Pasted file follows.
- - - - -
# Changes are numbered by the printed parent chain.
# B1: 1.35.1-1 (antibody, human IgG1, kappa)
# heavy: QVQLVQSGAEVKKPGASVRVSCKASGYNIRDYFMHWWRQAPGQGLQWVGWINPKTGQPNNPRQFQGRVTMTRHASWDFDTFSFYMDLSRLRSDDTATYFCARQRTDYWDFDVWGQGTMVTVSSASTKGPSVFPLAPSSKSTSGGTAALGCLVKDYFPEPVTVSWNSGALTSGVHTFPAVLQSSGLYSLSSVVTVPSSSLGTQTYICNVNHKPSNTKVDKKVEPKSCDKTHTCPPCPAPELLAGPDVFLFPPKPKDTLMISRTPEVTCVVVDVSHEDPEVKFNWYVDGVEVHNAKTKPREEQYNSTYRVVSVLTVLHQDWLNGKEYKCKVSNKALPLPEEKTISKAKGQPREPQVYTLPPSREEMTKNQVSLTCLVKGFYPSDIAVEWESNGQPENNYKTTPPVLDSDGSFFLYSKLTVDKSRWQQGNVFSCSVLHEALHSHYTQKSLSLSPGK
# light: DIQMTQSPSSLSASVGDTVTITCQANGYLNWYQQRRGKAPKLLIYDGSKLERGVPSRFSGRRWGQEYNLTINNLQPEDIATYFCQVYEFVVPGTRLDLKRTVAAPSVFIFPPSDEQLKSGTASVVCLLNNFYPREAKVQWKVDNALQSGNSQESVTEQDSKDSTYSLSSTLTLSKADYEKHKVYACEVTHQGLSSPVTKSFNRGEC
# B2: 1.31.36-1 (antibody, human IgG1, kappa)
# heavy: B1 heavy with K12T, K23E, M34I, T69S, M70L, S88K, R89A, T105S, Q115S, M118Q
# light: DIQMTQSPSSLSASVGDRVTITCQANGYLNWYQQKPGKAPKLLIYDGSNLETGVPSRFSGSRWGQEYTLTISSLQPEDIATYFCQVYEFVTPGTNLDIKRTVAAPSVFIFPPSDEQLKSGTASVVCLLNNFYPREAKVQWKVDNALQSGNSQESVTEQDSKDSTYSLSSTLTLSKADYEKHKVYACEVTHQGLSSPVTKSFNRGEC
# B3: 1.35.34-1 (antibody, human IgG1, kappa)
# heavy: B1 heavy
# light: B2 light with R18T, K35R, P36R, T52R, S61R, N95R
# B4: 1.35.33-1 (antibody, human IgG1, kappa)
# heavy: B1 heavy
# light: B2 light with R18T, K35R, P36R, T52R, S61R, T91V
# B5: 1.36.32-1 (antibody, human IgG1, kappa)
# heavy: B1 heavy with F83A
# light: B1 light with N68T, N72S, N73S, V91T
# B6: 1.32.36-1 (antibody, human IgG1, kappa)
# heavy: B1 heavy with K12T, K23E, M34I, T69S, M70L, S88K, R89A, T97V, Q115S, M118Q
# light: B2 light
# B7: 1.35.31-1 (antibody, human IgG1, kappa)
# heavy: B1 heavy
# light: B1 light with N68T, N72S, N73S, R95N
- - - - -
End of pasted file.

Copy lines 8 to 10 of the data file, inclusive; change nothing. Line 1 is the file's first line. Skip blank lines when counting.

# B3: 1.35.34-1 (antibody, human IgG1, kappa)
# heavy: B1 heavy
# light: B2 light with R18T, K35R, P36R, T52R, S61R, N95R